April 23 is World Book Day and in its honour I took a trip to Dhaka’s unrivalled book buying and selling hub – Nilkhet. With rows after rows of alleys circling around each other and tiny lanes that lead to an unending number of shops, Nilkhet sells just about every type of book one could possibly want.
Mohammad Amin Hossain has been a bookseller at the market for almost all his life. Asked what is most popular with the readers of Dhaka these days he answers, “A lot of the English novels published recently are selling really well. For Bangla, Humayun Ahmed always sold well and sells just as well today.” Hossain is among those booksellers who have been part of the market for so long, they have seen the crowd evolve. “The life of our market has always been the students. From school students to masters degree level, about 80 percent of this market’s customers have always been students.” “And the other 20 percent has been the guardians of those students,” a nearby shopkeeper adds laughing.
The narrow alleyways can feel a little congested. Craning my head to read the titles of volumes stacked in enormous piles from floor to ceiling, I caught sight of many a salesman half visible with one half of their body in the false ceilings above the store searching for books and the other half expertly balanced on a floor to ceiling ladder.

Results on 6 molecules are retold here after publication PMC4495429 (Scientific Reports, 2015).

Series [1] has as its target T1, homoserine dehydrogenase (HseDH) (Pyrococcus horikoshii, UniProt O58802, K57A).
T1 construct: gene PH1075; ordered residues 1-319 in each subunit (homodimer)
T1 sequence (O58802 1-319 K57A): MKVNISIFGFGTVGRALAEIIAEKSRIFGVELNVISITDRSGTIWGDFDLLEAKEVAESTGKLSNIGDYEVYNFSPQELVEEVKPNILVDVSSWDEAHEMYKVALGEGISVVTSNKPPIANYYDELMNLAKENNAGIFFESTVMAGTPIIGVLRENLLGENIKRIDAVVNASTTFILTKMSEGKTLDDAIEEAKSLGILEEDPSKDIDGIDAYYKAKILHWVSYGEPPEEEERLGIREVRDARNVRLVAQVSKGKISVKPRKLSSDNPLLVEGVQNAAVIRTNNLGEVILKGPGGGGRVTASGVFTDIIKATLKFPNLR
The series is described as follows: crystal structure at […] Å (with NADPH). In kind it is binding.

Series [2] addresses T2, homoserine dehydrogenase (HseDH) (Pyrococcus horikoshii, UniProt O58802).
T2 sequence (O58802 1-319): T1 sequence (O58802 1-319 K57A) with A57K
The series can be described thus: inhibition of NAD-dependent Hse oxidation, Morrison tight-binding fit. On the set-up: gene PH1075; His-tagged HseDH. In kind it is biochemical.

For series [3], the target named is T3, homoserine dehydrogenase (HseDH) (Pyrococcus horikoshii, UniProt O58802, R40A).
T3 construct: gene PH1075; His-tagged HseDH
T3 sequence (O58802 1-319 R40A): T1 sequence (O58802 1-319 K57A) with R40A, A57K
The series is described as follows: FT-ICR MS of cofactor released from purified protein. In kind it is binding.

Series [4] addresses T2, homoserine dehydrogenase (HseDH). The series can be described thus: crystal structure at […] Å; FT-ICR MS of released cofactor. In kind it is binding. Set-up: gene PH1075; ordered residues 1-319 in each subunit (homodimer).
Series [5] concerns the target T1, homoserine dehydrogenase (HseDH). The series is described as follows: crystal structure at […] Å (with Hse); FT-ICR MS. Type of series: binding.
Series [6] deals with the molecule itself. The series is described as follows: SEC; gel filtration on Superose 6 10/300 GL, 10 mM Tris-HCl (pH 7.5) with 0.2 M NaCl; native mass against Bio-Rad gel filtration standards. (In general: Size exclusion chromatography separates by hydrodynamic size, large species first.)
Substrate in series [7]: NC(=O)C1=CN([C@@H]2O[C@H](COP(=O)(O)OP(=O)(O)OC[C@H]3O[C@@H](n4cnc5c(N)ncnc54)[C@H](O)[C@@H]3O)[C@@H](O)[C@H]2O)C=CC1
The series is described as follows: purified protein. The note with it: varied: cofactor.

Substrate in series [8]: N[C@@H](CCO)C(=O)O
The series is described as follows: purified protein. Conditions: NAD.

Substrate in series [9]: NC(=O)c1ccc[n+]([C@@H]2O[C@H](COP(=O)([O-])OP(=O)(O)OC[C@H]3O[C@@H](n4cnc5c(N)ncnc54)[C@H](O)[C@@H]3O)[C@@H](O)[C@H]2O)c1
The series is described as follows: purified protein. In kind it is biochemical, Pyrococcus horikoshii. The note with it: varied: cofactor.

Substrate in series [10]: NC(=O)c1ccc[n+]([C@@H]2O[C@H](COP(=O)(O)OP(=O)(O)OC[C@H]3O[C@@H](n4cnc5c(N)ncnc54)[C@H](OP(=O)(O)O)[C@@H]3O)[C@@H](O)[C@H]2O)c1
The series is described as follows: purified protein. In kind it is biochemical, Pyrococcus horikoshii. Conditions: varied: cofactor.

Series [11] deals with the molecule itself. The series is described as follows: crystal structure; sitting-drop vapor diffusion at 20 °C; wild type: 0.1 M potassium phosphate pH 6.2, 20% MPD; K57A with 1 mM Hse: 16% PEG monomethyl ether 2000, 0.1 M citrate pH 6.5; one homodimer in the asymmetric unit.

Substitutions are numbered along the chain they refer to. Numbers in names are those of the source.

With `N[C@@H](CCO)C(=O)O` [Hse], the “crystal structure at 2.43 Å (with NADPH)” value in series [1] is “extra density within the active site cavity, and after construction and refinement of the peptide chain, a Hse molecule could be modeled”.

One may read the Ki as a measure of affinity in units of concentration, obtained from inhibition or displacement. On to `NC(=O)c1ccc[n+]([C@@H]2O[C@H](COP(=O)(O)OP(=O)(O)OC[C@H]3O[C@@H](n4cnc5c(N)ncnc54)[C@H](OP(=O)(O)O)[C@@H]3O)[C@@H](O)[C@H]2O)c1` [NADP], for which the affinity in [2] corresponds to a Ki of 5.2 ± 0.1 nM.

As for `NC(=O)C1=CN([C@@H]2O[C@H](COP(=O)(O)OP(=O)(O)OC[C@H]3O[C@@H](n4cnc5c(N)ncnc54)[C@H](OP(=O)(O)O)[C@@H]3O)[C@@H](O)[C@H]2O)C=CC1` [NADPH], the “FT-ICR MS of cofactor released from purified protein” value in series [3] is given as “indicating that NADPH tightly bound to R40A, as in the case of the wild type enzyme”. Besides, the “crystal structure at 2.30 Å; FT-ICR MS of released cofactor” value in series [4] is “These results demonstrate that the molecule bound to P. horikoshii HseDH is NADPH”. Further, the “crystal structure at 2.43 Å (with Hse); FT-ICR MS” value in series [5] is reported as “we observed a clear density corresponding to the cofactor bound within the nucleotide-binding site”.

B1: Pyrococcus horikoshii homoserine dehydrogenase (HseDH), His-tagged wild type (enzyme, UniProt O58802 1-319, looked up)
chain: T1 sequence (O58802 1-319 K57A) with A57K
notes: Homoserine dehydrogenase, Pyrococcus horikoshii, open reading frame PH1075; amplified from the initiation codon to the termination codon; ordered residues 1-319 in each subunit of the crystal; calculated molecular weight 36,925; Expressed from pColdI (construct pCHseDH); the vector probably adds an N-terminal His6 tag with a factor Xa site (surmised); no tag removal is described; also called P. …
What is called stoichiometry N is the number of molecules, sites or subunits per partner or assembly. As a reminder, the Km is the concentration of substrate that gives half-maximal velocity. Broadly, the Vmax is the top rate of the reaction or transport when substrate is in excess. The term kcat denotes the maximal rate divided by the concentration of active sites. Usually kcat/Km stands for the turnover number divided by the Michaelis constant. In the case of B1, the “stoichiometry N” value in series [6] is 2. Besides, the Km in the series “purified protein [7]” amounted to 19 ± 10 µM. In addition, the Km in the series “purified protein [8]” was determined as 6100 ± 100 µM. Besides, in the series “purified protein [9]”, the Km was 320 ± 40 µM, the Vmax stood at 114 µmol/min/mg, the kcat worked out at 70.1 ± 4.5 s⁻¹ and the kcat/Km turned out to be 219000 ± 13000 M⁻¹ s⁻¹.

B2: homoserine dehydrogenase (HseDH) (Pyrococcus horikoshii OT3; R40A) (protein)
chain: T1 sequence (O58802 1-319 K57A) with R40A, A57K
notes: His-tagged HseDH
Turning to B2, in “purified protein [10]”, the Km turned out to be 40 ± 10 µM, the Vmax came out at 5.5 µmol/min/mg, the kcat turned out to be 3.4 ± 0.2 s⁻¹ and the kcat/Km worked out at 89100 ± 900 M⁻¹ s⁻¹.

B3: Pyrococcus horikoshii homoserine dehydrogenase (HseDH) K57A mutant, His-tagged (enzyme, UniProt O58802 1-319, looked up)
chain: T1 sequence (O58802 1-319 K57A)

Mohammad Tofazzal Hussain, proprietor at another shop spilled on a different type of book that is popular with the Dhaka crowd now, “Motivational and psychology based books are selling the most. This includes self help books. Sidney Sheldon, Malcolm Gladwell, Yuval Noah Harrari are also authors that are quite popular.” Based on the collection in sight, Bangla translations of English books were selling too. “Popular books in English and their translated versions sell almost equally well in our shop,” Hussain says.
The most prominent collection displayed in each store were of the authors who gained popularity quite recently. “Jenny Han and Elif Shafak are selling the most right now and so is that book,” Mohammad Monir Hossain, proprietor of a shop says pointing to a copy of ‘Six of Crows’ by Leigh Bardugo. “Overall Murakami, Stephen King, John Grisham, Jeffrey Archer, Danielle Steele, Agatha Christie and Khaled Hosseini are our biggest sellers,” he adds.
However, classic works of literature were also part of every shop’s collection. “Classics sell too. Not just for class, but people buy classics for pleasure reading too,” Hossain informs.
The appeal of Nilkhet doesn’t stop there as shopkeepers buy back used books as well. “We buy books from customers and pay according to the appeal of which writer’s book it is. The condition of the book would factor in as well,” a shopkeeper explains.
Brand new, second hand, imported, local, Bangla, English – Nilkhet continues to serve the readers of Dhaka to this day. There are rare books available here which aren’t sold in other book shops in the city, as the shopkeepers here will proudly tell you. Dhaka is not home to as many bookshops as any booklover would like but a trip here serves as a reminder that the local reading culture continues to thrive.
Mrittika Anan Rahman is a daydreamer trying hard not to run into things while walking. Find her at email@example.com